This will be the first in a series of blogs on fatty acids and how they are fundamental to healthy skin. Lucky for us, we can get fatty acids two ways: we can eat them in our foods and we can apply them directly on our skin. First let’s look at fatty acids.
What are fatty acids?
Fatty acids are considered to be “good” fats and are used by mitochondria in our cells for energy. We need them in our diets for several reasons including cell membrane development and healthy functioning of our organs and tissue. They are therefore essential in keeping our skin healthy. There are many different categorizations of fatty acids including: saturated vs. unsaturated, the length of the chain of fatty acids; and if they are essential (meaning that we cannot produce them). We can produce all of the fatty acids we need within our own bodies except for two fatty acids (the essential fatty acids).
Essential Fatty Acids Overview
The two essential fatty acids which we cannot adequately manufacture within the human body because we lack the enzymes are alpha-linolenic acid (Omega 3 fatty acids) and linoleic acid (Omega 6 fatty acids). Oils rich in Omega 6 fatty acids include grapeseed oil, palm kernel oil, evening primrose oil, pumpkin seed oil and sesame oil. Generally we think of foods rich in Omega 3 being fish or seafood, but there are some plants, such as hempseed or flax, that are also sources of it.
Classifications of fatty acids
Fatty acids are classified according to the length of their chains into one of the following four categories: short chain, medium chain, long chain and very long chain fatty acids. The determining factor is how long the aliphatic tails are in the acid.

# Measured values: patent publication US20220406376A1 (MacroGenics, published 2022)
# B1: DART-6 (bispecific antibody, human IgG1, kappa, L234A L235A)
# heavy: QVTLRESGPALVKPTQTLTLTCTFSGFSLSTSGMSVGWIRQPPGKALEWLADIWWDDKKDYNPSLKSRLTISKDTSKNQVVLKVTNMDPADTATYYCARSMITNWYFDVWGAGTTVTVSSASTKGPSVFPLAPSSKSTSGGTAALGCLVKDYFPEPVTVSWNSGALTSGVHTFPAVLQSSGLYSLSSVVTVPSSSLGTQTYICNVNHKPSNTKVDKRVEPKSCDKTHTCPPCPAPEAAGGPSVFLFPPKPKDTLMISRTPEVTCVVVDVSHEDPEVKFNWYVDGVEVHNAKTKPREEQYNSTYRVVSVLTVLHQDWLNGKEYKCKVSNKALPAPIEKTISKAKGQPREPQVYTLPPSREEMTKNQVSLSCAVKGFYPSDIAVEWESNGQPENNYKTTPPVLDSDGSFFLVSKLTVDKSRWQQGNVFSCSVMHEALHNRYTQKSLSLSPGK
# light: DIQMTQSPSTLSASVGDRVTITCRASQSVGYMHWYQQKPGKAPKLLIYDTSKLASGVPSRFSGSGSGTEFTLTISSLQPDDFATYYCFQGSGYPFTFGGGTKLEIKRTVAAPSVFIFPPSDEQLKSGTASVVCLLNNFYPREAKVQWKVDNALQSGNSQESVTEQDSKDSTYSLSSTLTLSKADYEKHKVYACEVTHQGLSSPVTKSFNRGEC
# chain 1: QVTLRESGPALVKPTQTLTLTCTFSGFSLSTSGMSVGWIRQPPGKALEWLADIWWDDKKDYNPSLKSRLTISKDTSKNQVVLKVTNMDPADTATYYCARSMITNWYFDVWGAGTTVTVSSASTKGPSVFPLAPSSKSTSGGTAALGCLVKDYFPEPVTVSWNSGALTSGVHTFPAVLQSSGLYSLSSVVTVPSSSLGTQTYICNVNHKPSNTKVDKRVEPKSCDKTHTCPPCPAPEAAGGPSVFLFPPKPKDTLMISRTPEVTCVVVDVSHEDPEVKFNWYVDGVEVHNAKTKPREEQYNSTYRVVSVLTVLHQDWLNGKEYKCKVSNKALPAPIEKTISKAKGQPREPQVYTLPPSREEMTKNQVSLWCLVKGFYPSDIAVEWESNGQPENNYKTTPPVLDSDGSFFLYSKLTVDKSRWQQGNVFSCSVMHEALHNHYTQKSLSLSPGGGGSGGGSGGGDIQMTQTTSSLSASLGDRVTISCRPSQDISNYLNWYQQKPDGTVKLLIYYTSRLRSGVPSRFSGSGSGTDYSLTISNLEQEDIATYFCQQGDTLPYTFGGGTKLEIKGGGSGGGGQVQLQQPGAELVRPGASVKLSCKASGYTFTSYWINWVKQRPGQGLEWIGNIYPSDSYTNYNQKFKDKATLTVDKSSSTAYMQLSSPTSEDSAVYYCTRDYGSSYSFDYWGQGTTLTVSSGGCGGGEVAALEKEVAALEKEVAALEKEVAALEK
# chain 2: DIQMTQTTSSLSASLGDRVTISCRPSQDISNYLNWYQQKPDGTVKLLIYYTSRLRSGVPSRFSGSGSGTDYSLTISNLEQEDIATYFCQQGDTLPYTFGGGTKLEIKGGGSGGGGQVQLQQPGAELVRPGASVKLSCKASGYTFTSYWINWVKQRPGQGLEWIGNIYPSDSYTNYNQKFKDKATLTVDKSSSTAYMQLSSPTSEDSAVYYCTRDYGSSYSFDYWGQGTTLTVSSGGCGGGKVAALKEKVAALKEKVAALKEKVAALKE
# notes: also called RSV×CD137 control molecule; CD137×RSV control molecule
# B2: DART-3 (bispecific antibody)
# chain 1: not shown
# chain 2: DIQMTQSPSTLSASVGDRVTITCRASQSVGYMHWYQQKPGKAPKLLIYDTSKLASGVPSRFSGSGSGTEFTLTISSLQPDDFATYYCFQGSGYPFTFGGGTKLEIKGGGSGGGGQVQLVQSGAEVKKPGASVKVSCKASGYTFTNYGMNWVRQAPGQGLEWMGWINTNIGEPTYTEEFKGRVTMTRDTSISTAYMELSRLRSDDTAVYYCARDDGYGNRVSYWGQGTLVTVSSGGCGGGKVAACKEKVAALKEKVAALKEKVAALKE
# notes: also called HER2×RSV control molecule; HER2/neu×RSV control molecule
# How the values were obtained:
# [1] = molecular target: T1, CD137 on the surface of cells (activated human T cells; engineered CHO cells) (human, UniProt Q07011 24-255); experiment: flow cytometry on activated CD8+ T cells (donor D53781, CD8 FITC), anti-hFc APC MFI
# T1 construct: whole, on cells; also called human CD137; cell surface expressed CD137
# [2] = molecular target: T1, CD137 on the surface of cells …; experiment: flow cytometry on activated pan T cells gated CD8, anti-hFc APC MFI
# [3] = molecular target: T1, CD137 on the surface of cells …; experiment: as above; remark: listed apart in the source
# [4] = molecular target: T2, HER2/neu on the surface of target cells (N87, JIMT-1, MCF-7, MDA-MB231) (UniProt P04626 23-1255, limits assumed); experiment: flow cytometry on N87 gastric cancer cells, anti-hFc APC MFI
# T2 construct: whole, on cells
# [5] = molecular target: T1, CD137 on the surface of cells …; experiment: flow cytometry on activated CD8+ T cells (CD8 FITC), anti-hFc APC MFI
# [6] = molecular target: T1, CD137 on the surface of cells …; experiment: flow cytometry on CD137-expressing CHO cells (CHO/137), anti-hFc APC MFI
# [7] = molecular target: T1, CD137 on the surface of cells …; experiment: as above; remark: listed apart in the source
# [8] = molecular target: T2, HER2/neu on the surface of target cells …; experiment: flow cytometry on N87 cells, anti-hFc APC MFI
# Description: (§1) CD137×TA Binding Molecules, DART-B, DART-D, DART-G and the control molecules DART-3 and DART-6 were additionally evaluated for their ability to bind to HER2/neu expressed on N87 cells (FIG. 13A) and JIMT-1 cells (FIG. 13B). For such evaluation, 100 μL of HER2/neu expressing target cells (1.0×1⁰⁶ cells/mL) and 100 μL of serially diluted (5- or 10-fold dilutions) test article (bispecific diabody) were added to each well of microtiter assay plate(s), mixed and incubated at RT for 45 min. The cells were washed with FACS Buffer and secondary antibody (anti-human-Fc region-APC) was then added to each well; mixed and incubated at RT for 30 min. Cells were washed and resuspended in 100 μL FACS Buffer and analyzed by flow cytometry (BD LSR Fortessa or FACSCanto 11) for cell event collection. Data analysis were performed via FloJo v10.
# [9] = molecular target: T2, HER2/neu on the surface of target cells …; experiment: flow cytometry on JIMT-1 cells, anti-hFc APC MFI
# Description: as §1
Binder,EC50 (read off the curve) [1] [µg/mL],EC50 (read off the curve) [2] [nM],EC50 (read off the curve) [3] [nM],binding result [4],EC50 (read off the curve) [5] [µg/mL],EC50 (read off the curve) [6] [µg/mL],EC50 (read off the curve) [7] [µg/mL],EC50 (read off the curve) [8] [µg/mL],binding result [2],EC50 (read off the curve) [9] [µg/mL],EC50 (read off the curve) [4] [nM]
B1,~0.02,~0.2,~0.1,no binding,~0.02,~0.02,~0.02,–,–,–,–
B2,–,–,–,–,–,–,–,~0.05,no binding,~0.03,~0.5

Fatty acids are also broken down into whether they are saturated or unsaturated fatty acids. Unsaturated fatty acids have more than one double bond between carbon atoms whereas saturated fatty acids have no double bonds. These double bonds make unsaturated fatty acids more prone to rancidity.
Saturated Fatty Acids:
- Behenic acid
- Lauric aid
- Myristic acid
- Palmitic acid
- Stearic acid
Unsaturated Fatty Acids:
- Alpha Linolenic acid
- Erucic acid
- Linoleic acid
- Oleic acid
- Palmitoleic acid
And now let’s turn our attention to the skin, the most wonderful of organs. The skin is not only our largest organ, it also has a very complex job. It must both provide a barrier (keeping bad stuff out and good stuff in) and behave as a passage (allowing bad stuff out and good stuff in). What do I mean by this?
Barrier function of skin
- Keep good stuff in: skin must hold in all of our blood, organs, fat, moisture, and basically anything that should be contained in the human body. It helps reduce transepidermal water loss (TEWL).
- Keep bad stuff out: skin in our first line of defense in keeping out harmful bacteria, viruses, fungus, chemicals, and pathogens. If they can break the skin barrier, then our systems need to work hard to fight them off or we get sick. It’s much easier to keep them out in the first place.
Passage function of skin:
- Let in the good stuff: skin must allow things like moisture, oxygen, nutrients, and sunlight (to make vitamin D) in through our skin in order for us to function properly.
- Let out the bad stuff: skin must allow things like our sweat, toxins, and other waste product to be expelled out of the skin. It’s the body’s way of cooling and cleansing and necessary to our health.
Human skin is comprised of fatty acids in varying amounts. Here’s one table I found breaking them down (but I can’t vouche for the veracity of this table):
- Oleic acid- 30.8%
- Palmitic acid- 20.2%
- Linoleic acid- 15.1%
- Stearic acid- 11.2%
- Palmitoleic acid- 3.8%
- Myristic acid- 2.1%
- Linolenic acid- 0.3%
So we can see that skin has a very complicated job indeed! How does it both create a barrier and a passage way letting things in and out and keeping things in and out? In order to do this, skin must be flexible, soft, supple and healthy. It does this by utilizing fatty acids to create a flexible barrier that can also prevent and repair any damage to the skin. Tomorrow we’ll take a look at how fatty acids help the skin.